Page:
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I found the following text via Twitter in Wall Street Journal (here is the link to the original, full article). Further disclaimer: I already ordered the book listed at the end – I find them all really good. Here it comes:

“…Seducing people into sorting themselves into different categories can be all sorts of useful—and not just in admirable ways.

Have you, for instance, ever received an email from someone purporting to be a government official from Nigeria, or perhaps a deposed prince or billionaire’s widow from that country, asking for your assistance in securing a large fortune?

Of course you have! The writer, in florid language, describes the millions of dollars he has the rights to, if only he could extract it from some rigid bureaucracy or uncooperative bank.

That’s where you come in. If you will send along your bank-account information, the widow or prince or government official can safely park the money in your account until everything is straightened out. Of course, you may need to advance a few thousand dollars for upfront fees. But you’ll be richly rewarded for your trouble.

Variations of this scam have been practiced for centuries. Today, it lives primarily on the Internet and is often called the Nigerian scam because more emails of this sort invoke Nigeria than all other countries combined.

Which might lead you to wonder: If the Nigerian scam is so famous, why would a Nigerian scammer ever admit he is from Nigeria? That was the question Cormac Herley, a computer scientist at Microsoft Research, began to ask himself.

He’d never thought much about the Nigerian scam until he heard two people mention it from opposite angles. One talked about the billions of dollars the scammers earn. The other noted how stupid these scammers must be to send out letters full of such outlandish stories. How, Dr. Herley wondered, could both statements be true? If the scammers are so dumb and their letters so obviously a scam, how could they be successful?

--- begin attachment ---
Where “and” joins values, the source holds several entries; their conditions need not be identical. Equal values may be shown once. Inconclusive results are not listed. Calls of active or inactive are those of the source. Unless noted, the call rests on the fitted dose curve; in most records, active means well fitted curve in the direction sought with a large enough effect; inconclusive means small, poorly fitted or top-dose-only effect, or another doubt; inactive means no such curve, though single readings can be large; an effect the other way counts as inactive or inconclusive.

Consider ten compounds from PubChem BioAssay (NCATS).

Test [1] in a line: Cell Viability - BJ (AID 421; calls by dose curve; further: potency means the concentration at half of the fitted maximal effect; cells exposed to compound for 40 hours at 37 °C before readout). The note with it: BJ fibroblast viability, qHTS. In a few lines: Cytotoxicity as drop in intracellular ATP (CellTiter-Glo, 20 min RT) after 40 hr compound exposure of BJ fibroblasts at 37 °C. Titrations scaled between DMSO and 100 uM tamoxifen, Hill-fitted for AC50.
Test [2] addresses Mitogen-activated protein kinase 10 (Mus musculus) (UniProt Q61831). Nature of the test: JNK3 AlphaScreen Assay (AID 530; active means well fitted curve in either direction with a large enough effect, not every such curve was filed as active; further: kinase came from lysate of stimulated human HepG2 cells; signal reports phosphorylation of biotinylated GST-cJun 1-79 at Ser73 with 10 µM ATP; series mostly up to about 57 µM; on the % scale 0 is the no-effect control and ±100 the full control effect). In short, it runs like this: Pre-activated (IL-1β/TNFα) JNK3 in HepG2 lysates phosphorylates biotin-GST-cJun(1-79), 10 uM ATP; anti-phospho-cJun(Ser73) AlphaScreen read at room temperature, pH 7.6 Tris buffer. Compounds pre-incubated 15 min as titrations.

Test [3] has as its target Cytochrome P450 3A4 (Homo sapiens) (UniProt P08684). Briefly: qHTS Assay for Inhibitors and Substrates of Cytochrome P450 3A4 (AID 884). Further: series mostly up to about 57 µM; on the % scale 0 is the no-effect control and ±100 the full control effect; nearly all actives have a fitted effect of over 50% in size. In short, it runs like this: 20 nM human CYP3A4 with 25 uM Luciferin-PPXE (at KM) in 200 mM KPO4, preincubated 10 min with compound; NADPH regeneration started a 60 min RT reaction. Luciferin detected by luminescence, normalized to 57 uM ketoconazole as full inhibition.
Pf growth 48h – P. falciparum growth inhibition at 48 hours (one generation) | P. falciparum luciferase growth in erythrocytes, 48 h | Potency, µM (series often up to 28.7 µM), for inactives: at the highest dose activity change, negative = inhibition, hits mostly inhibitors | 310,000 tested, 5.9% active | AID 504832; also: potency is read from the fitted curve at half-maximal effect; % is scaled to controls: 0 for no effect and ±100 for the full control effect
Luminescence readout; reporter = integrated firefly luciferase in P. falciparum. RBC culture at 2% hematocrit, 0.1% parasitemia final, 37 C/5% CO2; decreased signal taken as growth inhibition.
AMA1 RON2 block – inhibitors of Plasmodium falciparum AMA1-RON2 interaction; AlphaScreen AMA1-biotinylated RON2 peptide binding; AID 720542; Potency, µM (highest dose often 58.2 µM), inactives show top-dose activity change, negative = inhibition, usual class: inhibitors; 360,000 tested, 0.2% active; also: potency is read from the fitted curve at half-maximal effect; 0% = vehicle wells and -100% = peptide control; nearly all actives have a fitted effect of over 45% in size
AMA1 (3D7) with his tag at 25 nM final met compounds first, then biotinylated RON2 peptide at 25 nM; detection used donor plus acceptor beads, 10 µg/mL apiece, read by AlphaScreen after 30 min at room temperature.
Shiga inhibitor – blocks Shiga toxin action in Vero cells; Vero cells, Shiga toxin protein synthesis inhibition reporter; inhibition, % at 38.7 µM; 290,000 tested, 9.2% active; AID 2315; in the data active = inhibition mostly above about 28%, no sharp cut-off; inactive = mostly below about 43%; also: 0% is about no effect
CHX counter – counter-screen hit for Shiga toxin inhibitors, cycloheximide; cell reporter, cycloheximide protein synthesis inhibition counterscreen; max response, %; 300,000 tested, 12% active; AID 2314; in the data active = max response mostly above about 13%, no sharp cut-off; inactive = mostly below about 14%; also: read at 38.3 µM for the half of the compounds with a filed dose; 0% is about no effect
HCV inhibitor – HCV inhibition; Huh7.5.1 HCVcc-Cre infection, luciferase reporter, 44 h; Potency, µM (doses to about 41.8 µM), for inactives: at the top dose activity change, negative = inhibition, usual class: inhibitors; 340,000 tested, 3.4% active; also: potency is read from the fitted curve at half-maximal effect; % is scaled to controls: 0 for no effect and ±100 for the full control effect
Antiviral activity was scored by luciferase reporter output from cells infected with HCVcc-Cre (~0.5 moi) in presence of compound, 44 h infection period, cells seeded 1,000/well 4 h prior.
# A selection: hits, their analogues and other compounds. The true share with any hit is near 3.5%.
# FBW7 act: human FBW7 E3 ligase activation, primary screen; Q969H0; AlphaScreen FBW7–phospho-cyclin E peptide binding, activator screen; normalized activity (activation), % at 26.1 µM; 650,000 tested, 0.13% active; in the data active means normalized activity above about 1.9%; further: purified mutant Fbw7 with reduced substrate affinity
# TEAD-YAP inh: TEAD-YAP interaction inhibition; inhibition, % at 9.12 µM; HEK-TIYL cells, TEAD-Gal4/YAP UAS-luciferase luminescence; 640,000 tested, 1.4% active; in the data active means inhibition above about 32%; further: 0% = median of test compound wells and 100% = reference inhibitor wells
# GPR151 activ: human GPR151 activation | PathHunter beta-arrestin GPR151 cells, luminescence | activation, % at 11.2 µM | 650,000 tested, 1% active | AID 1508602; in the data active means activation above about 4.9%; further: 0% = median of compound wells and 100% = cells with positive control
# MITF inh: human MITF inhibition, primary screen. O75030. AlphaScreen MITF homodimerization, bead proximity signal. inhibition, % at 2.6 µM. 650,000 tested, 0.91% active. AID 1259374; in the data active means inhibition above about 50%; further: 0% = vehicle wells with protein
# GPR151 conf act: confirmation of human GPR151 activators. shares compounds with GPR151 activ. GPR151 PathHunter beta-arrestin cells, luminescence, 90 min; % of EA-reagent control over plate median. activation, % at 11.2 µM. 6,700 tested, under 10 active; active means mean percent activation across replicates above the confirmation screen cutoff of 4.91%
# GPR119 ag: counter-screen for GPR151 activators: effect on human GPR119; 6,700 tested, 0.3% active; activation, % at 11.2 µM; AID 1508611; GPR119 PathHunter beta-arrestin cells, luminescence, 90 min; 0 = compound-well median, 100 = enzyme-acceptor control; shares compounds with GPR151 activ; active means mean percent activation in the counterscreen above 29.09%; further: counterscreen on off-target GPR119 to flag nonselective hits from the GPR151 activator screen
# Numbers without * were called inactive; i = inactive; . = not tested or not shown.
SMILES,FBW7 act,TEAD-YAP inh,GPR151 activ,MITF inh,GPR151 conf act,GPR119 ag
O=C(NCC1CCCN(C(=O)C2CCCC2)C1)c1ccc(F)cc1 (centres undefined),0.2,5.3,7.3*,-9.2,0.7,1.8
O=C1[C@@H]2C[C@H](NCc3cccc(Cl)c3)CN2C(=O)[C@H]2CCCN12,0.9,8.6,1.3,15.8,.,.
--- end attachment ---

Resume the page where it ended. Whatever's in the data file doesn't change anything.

He began to examine the scam from the scammers’ perspective. (An August 2012 article in these pages discussed Dr. Herley’s research.) For anyone wishing to commit fraud, the Internet has been a wondrous gift: It makes it easy and cheap to send out millions of bait letters to potential victims. But converting a potential victim into a real one will require a good deal of time and effort.

Imagine that for every 10,000 emails you send, 100 people take the initial bait and write back. The 9,900 who trashed your email haven’t cost you anything. But now you start to invest significantly in those 100 potential victims. For every one of them who wises up or simply loses interest, your profit margin decreases.

How many of these 100 will end up actually paying you? Let’s say one of them goes all the way. The other 99 are, in the parlance of statistics, false positives.

Internet fraud is hardly the only realm haunted by false positives. Roughly 95% of the burglar alarms that U.S. police respond to are false alarms, at a yearly cost of some $2 billion. One recent medical study found an astonishingly high rate of false positives—60% for men, 49% for women—among patients who were regularly screened for various cancers.

So how can a Nigerian scammer minimize his false positives?

Dr. Herley, while modeling this question, identified the most valuable characteristic in a potential victim: gullibility. Who else but a supremely gullible person would send thousands of dollars to a faraway stranger based on a kooky letter?

But how can a Nigerian scammer tell who is gullible and who isn’t? He can’t. Gullibility is, in this case, an unobservable trait. But the scammer could invite the gullible people to reveal themselves.

How? By sending out such a ridiculous letter—including prominent mentions of Nigeria—that only a gullible person would take it seriously. Anyone with an ounce of sense or experience would immediately trash the email. “The scammer wants to find the guy who hasn’t heard of it,” Dr. Herley says. “Anybody who doesn’t fall off their chair laughing is exactly who he wants to talk to.” Here’s how Dr. Herley put it in a research paper: “The goal of the e-mail is not so much to attract viable users as to repel the nonviable ones, who greatly outnumber them.”

So if your first instinct was to think that Nigerian scammers are stupid, perhaps you have been convinced, as Cormac Herley was, that this is exactly the kind of stupid we should all aspire to be. The ridiculous-sounding Nigerian emails seem to be quite good at getting the scammers’ massive garden to weed itself.

This essay is adapted from the latest book by Messrs. Levitt and Dubner, “Think Like a Freak,” which will be published on May 12 by Morrow. Their previous books include “Freakonomics” and “SuperFreakonomics.””